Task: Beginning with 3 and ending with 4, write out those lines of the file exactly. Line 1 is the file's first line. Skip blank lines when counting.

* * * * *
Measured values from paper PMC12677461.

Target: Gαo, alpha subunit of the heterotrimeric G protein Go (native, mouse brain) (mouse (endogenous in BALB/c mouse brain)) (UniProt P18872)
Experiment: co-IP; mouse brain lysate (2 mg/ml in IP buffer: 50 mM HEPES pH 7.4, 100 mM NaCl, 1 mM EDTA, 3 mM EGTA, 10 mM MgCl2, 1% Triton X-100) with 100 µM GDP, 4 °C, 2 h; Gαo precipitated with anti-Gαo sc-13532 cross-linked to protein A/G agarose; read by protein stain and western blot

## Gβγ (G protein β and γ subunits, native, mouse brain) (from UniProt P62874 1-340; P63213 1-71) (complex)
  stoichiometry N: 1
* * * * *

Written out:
Experiment: co-IP; mouse brain lysate (2 mg/ml in IP buffer: 50 mM HEPES pH 7.4, 100 mM NaCl, 1 mM EDTA, 3 mM EGTA, 10 mM MgCl2, 1% Triton X-100) with 100 µM GDP, 4 °C, 2 h; Gαo precipitated with anti-Gαo sc-13532 cross-linked to protein A/G agarose; read by protein stain and western blot

## Gβγ (G protein β and γ subunits, native, mouse brain) (from UniProt P62874 1-340; P63213 1-71) (complex)